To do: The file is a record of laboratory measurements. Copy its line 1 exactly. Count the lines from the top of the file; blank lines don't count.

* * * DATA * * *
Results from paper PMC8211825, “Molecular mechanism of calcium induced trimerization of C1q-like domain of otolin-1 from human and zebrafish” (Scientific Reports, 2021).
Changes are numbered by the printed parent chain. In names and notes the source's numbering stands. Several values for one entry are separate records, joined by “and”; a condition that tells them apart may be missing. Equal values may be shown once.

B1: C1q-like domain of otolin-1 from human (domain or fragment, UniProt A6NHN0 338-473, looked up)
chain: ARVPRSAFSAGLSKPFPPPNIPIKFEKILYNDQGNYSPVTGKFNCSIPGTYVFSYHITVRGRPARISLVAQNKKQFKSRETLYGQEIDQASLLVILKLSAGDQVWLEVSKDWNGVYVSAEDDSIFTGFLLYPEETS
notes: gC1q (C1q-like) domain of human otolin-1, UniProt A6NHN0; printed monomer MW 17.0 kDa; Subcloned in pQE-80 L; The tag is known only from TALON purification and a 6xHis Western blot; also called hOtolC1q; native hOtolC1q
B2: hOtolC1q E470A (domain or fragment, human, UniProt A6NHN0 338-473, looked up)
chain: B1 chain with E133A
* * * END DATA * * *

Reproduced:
Results from paper PMC8211825, “Molecular mechanism of calcium induced trimerization of C1q-like domain of otolin-1 from human and zebrafish” (Scientific Reports, 2021).